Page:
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SPECIAL ELECTION ISSUE FOR REGION 1 AND REGION 2 MEMBERS

Winter 2003 The Official Publication of the Professional Ski Instructors of America Eastern/Education Foundation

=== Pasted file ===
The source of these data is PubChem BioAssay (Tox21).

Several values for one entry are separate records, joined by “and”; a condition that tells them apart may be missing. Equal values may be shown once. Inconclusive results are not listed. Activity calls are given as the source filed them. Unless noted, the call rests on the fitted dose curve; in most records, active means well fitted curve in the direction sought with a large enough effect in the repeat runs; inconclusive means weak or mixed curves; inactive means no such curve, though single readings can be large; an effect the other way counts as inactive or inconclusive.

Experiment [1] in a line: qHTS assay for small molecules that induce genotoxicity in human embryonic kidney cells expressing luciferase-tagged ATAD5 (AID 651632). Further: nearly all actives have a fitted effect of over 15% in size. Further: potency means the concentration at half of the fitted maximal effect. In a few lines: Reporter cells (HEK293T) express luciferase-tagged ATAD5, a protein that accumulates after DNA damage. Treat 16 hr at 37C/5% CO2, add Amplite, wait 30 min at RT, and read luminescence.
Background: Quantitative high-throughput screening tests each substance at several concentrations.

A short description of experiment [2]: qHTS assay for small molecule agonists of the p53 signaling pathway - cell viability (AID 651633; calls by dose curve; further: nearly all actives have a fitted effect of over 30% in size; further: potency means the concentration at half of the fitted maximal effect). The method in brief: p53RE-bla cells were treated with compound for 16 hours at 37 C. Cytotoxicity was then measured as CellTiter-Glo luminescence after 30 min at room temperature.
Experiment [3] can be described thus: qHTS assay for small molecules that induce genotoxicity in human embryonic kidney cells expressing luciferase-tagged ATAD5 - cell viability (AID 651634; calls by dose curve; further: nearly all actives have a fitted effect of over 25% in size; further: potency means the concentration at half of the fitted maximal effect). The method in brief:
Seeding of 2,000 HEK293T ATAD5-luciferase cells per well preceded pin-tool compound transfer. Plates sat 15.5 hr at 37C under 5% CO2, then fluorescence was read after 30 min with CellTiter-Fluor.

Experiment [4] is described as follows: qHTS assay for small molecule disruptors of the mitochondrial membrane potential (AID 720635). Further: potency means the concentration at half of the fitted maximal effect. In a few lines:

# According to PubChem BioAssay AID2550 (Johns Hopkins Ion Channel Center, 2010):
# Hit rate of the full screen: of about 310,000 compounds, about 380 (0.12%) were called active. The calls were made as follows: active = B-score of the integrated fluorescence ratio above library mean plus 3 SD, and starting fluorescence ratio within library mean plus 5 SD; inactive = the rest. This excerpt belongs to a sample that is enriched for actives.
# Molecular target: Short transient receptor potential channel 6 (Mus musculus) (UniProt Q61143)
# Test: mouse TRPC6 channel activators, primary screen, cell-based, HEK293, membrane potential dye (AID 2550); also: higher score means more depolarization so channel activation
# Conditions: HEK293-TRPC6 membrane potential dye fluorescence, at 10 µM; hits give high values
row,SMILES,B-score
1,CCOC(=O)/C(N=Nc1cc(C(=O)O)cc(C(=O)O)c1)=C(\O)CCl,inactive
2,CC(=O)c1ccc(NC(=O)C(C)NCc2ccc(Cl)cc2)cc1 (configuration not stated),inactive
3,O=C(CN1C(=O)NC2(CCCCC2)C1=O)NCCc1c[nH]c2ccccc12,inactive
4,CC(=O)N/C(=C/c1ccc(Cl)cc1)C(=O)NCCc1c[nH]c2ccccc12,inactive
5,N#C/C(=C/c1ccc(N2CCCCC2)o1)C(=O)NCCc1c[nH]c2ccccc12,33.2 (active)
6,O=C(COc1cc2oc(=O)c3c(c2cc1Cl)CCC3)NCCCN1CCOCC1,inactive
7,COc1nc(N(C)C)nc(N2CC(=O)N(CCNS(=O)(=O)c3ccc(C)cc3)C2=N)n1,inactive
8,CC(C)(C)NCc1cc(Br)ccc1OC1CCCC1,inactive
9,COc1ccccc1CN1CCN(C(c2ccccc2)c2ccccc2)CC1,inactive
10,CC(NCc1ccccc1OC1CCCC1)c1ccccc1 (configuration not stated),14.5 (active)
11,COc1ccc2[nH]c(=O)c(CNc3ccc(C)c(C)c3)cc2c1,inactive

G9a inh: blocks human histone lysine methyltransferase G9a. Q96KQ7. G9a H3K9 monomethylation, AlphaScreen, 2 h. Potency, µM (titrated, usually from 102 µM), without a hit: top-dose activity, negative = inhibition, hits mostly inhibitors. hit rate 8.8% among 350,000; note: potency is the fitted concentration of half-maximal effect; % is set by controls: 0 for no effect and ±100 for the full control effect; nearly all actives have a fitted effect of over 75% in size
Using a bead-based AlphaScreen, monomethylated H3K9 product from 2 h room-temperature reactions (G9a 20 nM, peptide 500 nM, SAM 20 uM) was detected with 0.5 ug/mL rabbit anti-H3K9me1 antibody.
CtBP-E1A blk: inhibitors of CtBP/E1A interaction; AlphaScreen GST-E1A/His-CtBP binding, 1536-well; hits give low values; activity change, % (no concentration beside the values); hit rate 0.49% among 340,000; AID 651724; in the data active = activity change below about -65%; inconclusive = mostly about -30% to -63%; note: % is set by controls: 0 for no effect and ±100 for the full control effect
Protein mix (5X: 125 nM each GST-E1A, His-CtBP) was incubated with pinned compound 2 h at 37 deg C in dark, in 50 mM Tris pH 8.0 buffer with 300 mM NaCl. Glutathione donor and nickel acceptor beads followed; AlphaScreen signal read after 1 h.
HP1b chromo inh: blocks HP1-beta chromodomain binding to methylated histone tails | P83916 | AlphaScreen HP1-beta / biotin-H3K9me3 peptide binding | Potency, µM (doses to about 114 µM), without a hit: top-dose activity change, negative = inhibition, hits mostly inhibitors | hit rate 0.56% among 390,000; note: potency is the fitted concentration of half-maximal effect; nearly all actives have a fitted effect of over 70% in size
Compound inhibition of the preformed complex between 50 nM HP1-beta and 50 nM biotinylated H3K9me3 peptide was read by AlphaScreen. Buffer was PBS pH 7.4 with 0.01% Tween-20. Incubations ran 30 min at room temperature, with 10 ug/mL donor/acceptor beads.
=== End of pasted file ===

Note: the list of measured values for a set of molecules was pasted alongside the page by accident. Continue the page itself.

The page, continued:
Impressions of Interski 2003 By Kim Seevers, PSIA-E Director of Education & Programs I recently attended the XVIIth Interski Congress in Crans Montana, Switzerland. Interski Congresses are organized every four years and are visited by some 1000 to 1500 snowsports instructors from 34 skiing nations around the world. The delegates include the National demonstration teams of the Interski member nations and their goal is to meet and share information on current technical and teaching methodology. Each of our National Alpine Team members was assigned to shadow a team from another country throughout the congress and will be reporting to you in future issues of The Professional Skier. Here are some “strictly personal” observations about the event. The Opening Ceremony: All of the teams in their colorful uniforms gathered on the town ice rink. Traditional Swiss Alpenhorns played under a beautiful full moon. The ceremony was immediately followed by an awesome fireworks display set to pulsating rock music. On-Snow Opening Ceremony: After finding the demo slope (easier said than done), we tried to follow a couple of guys in Italian team uniforms. We arrived at a closed slope, only to have them turn around, and ask us (first in Italian, then German, then French, and finally in English) how to get to the demo slope! We finally found it, and the on-snow ceremony was great. We also got our first dose of the Snowli Village, the Interski version of an Olympic village. Each country’s demonstration team was presented and welcomed in three languages. Daily Workshops: Each day, national teams presented short technical demonstrations. These demos were followed by a variety of excellent workshops that team members from the remaining countries and other guests were invited to attend. We had the chance to ski with a couple team members from another country and learn both the technical basis behind what they do mechanically as well as their teaching philosophy. The workshops represented great opportunities for creating a new network of snowsports colleagues from around the world. Big Impression! With all due respect to the men out there, I apologize for the sweeping generalization I’m about to make. And girls—I’m sure there’s not one of you who’s ever been in an exam